Master of Soul: An Interview With Thomas Moore
The renowned Jungian talks about the art of soul making in everyday.
Posted May 12, 2014
Thomas Moore is one of my favorite authors and thinkers. The author of Care of the Soul as well as ﬁfteen other books on deepening spirituality and cultivating soul in every aspect of life, including, most recently, A Religion of One’s Own, Moore has been a monk, a musician, a university professor, and a psychotherapist, and today lectures widely on holistic medicine, spirituality, psychotherapy, and the arts. I spoke to the renegade Jungian recently about creativity and awakening in everyday life.
Here is a link to free interview podcast: http://www.markmatousek.com/conversation-thomas-moore/
Mark Matousek: Rumi said that wound is the place where the light enters you. What do you make of that connection?
TM: It’s subtle and complicated. I’ve been doing a very deep kind of therapy now for almost 40 years. I base the work mostly on dreams. We go very deep, and what I’ve seen over and over again is that a person doesn’t wake up until he or she is forced to deal with something—a major problem, issue, trauma, or life change that causes them to reflect. If everything’s going well the tendency is to just go along unconsciously. But once something happens that is disturbing, then you have to take a look. That’s why I always say that people don’t come to me when they’re feeling great, they come when they’re feeling bad and that’s the point, that’s the window. I don’t like to make rules, laws, or generalizations, but I do think that when adversity comes, we can use it as an opportunity to finally see things that would have been invisible before. The wound opens us up and shows us things that are only visible through the wound. This is an idea that I got from James Hillman among many others: that our illness allows us to see and think in a way that we cannot think otherwise. He said that depression, for example, allows us to have thoughts that we couldn’t have if we weren’t depressed.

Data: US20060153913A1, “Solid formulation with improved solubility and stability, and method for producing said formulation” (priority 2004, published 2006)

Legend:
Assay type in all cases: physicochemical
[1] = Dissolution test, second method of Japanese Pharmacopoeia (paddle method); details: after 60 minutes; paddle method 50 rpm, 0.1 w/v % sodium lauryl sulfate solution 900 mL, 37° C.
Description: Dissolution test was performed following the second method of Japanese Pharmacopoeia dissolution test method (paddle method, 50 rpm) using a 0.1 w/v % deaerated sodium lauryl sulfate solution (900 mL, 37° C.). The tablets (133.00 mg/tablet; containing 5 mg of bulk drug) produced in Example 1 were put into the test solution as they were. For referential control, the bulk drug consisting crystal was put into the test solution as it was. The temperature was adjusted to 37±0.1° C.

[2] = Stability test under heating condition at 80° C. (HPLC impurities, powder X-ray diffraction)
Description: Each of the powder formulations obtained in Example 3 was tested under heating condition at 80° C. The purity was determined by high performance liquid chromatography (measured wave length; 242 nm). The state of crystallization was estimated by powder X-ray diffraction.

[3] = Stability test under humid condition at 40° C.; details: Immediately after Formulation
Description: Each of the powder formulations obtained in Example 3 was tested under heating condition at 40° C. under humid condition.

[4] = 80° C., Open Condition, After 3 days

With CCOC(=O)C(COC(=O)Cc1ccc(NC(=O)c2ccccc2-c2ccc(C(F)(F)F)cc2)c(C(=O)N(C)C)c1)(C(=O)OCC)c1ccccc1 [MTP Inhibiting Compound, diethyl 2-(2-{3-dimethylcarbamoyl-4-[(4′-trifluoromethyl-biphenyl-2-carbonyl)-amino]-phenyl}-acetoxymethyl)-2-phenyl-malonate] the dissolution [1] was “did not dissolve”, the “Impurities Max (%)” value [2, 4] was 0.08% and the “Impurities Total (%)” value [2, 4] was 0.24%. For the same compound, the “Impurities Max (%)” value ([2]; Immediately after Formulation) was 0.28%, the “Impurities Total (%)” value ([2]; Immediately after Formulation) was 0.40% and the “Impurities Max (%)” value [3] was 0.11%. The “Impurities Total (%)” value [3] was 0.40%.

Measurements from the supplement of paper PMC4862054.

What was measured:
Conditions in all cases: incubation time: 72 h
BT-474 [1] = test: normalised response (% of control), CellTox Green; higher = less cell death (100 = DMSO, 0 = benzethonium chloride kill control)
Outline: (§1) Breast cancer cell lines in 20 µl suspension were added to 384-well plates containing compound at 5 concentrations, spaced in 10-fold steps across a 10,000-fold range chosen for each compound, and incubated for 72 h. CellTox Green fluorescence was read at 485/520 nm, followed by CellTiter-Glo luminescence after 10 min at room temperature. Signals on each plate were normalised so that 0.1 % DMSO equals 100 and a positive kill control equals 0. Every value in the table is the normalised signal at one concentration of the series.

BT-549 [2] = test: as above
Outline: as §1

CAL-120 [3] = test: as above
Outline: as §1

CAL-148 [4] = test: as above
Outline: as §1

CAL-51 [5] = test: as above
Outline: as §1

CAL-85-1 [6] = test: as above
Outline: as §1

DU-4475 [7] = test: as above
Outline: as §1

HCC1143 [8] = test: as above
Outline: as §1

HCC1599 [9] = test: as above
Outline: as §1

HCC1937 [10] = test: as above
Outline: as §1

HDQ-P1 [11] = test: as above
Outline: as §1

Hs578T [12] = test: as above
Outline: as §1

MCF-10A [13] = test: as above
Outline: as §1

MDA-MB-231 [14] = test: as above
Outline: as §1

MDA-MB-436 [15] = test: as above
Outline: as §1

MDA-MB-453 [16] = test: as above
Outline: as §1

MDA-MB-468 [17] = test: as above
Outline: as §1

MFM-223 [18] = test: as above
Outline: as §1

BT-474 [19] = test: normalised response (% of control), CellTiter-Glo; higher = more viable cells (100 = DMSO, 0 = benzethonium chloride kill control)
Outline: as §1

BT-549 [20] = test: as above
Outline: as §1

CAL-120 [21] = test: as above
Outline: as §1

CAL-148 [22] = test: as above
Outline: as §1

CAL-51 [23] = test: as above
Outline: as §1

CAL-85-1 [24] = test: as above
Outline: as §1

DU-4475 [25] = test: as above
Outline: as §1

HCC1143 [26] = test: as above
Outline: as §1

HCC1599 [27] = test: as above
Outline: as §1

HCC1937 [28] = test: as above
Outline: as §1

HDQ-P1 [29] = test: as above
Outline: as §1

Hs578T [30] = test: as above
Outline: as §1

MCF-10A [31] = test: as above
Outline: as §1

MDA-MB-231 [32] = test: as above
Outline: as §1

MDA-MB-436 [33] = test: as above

MM: You seem to have a particular fascination with the dark and the imaginative potential of the shadow. Why does the shadow get such a bad rap in our culture?
TM: A number of reasons. One is that we tend to think in opposites. Good and bad. Black and white. When we think that way, we’re likely to identify solely with the good and reject what we see as totally bad. We don’t look into things enough to see that there may be something more going on. That brings me to the second point. We live in a society where we don’t look beneath the surfaces. To appreciate the shadow, you have to look deep into it. You have to go beyond the easy separation of good from evil, and you can’t just think of dark things as being outside of you. You have to understand that you are a human being, part of this earth, and you have a lot of shadow, too. Until those things are in place, shadow remains something out there.
MM: There is also a tendency to want to leapfrog the darkness. Especially in so called spiritual life.
TM: Spiritual life is beautiful and inviting, and it gives you a great deal, but it’s not complete. Spirituality is richer in the context of normal, ordinary lives. The examples I give in this new book include Henry David Thoreau, who was a very grounded person. People said he always had mud on his shoes. He was a rough character and he was a very, very spiritual person. When you read him, you realize that this guy educated himself in Asian religions and deeply in Christianity and yet had his own religion. He didn’t really subscribe to anything other than his own practice. He used to say that taking a bath is a sacrament for him. And apparently, he didn’t take a bath too often. But he must have really enjoyed it when he did! Thoreau was pointing to something really important, that the spiritual life is always embedded in the world we live in. I don’t find myself talking about shadow very much anymore. I’m more interested in making the link between the spiritual life and ordinary life. How we can live our ordinary days and yet at the same time have a very active and meaningful spiritual experience?
MM: One way to do this, it seems to me, is to use the darker experiences of life – such as grief, loss, and suffering – as catalysts for awakening.